What is it about hurricanes that inspires me to blog? First Charley, now Ivan the Terrible (a Category 5 menace bearing down on Florida. (The "Sunshine State" is beginning to sound ironic.)) Actually, it's the anniversary of September 11 that prompted this post. I remember it like it was yesterday. I remember the President assuring Muslims that this was not a war against Islam; I remember him saying he wanted bin Ladin "Dead or Alive"; I remember him saying "We will wage the good fight and we will prevail." Please tell me I'm not hallucinating, that our president actually said those things. These days, such things seem like another world.

I walked into the classroom of Mrs. Miller, my English teacher, at about 9:50 that morning. As we all stared at the devastation on the television screen, I was the first to breake the silence, asking the question "All right, who else here thinks it was bin Laden?" No one responded to my question, still staring at the screen in disbelief. My first reaction had simply been to think what nation or group had both the means and the motive to carry out this kind of attack, al-Qaida being the most logical suspect.

The government didn't take long to come to the same conclusion. So we started lobbing cruise missiles at Afghanistan and giving aid to the Northern Alliance to fight the Taliban sponsors of Al-Qaida. By early December, Northern Alliance forces had liberated the capital and --most of the country, and bin Ladin and the al-Qaida leadership were holed up in the mountain fortress of Tora Bora. With 3,000 Americans dead because of this man, you'd think the president would have sent the full might of the American military after him. Instead, we offered the warlords of Afghanistan, who had little or nothing against bin Ladin, money to capture or kill him themselves. This is incomprehensible. When you want something done, you've got to do it yourselves. As we all know, bin Ladin and Co. escaped the noose. We had fewer than 10,000 troops in Afghanistan until 2002. This doesn't make sense.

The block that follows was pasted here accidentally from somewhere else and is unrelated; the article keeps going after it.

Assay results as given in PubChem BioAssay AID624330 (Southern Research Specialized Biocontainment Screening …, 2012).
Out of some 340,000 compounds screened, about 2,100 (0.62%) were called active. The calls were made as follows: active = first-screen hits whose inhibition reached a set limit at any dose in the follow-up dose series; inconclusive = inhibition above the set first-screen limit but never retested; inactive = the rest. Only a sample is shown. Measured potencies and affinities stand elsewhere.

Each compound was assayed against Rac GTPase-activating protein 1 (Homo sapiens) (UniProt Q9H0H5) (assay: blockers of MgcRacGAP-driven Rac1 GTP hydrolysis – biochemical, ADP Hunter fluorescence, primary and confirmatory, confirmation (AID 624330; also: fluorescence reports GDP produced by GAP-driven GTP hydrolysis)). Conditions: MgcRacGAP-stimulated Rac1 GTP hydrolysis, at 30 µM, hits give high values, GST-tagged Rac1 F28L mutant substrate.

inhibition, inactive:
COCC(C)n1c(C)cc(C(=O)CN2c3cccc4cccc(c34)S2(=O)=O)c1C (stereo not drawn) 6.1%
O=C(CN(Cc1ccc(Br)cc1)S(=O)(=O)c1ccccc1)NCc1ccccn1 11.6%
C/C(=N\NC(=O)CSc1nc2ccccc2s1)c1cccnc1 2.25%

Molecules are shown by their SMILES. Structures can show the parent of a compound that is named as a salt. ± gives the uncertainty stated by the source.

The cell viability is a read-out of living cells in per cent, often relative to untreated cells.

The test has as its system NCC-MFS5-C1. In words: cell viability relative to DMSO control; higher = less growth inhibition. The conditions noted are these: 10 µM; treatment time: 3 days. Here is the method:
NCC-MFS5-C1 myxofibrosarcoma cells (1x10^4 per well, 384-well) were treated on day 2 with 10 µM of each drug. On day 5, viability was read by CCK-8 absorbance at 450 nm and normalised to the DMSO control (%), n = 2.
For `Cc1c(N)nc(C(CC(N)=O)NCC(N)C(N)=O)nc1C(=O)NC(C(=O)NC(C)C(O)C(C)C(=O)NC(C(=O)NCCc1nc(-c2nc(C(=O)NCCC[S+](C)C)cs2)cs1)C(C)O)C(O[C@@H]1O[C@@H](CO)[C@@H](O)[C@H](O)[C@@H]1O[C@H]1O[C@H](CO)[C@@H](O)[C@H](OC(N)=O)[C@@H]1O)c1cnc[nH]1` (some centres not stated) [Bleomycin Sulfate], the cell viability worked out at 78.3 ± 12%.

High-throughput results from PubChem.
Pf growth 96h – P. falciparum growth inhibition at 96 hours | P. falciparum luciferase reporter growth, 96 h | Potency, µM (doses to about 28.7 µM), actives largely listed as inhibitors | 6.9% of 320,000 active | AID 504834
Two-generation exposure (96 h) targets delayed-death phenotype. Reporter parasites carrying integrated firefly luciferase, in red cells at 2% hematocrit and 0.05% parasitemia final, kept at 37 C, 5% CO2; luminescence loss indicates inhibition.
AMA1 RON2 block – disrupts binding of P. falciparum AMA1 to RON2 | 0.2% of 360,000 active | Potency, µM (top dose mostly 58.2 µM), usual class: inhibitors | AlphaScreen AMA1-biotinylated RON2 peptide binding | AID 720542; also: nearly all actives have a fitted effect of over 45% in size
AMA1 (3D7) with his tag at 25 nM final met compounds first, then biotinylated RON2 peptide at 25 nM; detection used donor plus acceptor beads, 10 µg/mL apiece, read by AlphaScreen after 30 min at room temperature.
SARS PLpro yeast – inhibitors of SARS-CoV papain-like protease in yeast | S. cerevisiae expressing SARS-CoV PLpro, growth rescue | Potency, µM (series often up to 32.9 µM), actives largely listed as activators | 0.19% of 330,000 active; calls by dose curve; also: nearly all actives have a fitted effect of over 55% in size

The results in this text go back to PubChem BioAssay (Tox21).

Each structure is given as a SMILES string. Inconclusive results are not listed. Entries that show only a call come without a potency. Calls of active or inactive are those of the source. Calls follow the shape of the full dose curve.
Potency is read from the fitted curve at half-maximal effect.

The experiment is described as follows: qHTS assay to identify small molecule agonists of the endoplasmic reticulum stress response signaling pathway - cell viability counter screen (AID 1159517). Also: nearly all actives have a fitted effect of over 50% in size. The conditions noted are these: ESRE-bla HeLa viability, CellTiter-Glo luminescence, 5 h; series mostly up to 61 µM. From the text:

Unless...It is now known that Bush's meeting in November 2001 with Gen. Tommy Franks was not to plan for the Afghan war, as claimed, but to begin planning for a preemptive war against Iraq. Emergency funds approved by Congress for Afghanistan were illegally shifted into the mobilization for Gulf War II. (Thanks to Bob Woodward, of Watergate fame, for bringing both of these to light.) Suddenly, in the opening days of one war, before any mission objectives had been acheived, the president had changed focus to another war. No wonder he sent mercenaries to get bin Ladin. At that point, he no longer truly cared.